Other cities


Honorary grave of Adolf Loos in the Vienna Central Cemetery


In order to make the Vienna Central Cemetery, opened in 1874, attractive to the population, honorary graves were laid for famous personalities. For this purpose, celebrities buried in other Viennese cemeteries such as Ludwig van Beethoven and Franz Schubert were exhumed and transferred. Personalities like Wolfgang Amadeus Mozart received grave monuments. In 2015 there are more than 350 honorary graves and more than 600 honorary graves in the central cemetery . The difference between the two forms is that the design and maintenance of honorary graves is the responsibility of the descendants, provided they are able to do so. Otherwise this dedication would either lapse or the tomb care would possibly be taken over by the city. Honorary graves (as for deceased Federal Presidents after 1945), however, are designed by the city and preserved “for the duration of the cemetery”. The offspring have no influence on this.

There are several hundred other honorary graves in other Viennese cemeteries.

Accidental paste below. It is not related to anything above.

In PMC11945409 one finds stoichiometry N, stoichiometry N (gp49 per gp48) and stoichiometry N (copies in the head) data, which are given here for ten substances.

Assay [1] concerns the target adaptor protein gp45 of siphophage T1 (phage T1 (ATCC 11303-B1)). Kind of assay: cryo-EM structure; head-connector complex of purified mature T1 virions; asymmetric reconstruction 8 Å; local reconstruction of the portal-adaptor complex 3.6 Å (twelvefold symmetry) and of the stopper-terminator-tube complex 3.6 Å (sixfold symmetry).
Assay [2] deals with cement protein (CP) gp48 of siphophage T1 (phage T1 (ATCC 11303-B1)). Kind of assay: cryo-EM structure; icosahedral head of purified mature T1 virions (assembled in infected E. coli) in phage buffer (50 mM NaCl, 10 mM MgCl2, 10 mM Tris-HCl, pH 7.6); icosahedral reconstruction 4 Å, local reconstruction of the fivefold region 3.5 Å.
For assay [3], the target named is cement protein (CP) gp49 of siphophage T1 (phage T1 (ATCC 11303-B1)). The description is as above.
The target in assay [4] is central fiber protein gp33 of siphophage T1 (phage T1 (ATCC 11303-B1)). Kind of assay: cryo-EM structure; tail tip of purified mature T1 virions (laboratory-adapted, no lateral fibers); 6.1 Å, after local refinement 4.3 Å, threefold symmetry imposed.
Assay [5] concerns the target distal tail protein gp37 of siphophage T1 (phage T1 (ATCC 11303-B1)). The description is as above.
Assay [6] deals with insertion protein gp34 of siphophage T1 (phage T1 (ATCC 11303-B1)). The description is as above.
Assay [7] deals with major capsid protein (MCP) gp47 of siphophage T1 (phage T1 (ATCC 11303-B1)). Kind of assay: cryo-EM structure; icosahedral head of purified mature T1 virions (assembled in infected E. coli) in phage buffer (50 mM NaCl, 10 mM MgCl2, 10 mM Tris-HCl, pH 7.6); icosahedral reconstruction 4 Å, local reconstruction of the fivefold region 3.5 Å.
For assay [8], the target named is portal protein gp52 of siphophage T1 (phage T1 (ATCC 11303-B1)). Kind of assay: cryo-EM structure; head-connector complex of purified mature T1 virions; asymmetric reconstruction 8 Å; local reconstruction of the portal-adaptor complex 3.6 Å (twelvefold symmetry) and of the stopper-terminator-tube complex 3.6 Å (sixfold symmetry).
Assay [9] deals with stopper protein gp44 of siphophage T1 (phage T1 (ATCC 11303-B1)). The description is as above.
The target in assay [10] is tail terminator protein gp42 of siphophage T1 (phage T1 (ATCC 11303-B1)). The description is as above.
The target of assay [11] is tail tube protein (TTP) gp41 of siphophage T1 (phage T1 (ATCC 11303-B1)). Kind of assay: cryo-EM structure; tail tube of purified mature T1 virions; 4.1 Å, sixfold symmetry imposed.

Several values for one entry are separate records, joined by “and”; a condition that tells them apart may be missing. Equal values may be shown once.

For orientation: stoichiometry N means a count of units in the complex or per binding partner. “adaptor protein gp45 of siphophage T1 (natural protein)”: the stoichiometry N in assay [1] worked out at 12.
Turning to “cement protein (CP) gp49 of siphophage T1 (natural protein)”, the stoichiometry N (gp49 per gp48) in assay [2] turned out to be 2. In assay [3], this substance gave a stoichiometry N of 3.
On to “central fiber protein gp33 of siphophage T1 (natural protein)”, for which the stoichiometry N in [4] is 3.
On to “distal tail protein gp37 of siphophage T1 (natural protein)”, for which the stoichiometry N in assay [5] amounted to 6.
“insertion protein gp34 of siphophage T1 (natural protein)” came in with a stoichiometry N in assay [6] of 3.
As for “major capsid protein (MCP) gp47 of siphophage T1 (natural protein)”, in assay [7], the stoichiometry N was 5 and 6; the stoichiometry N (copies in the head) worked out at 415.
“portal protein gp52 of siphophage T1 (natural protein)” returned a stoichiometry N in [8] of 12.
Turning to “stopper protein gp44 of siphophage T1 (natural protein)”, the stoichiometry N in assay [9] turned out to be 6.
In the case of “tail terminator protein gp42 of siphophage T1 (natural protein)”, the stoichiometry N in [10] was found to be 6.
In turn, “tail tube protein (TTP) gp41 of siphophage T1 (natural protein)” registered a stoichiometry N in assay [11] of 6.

In Salzburg, the declaration is made an honorary grave by the council of the city for a thirty-year period and may be extended for thirty years. The city of Mozart set up graves of honor in the municipal cemetery for the writer Hermann Bahr , the mountaineer Ludwig Purtscheller and 25 other well-deserved citizens.



The city of Zurich maintains an " anatomical grave of honor" at the Nordheim cemetery near the Nordheim crematorium . Upon request, the urns of people who made themselves available to the Anatomical Institute of the University of Zurich for research purposes after their death can be buried in this communal grave . Such "anatomy graves" exist in numerous university towns in Switzerland, Germany and Austria, whereby the costs are usually borne by the responsible institution.

See also

Web links

Commons : Grave of Honor  - Collection of images, videos and audio files
Wiktionary: Grave of Honor  - explanations of meanings, word origins, synonyms, translations

Individual evidence

  1. ^ Edition Luisenstadt, Ehrengräber Berlin
  2. Recognition and further preservation of graves as honor graves of the State of Berlin (PDF, 73 kB). Berlin House of Representatives, printed matter 16/3696 of November 30, 2010 (accessed on March 11, 2019).
  3. Berlin House of Representatives, printed matter 16/3696 of November 30, 2010.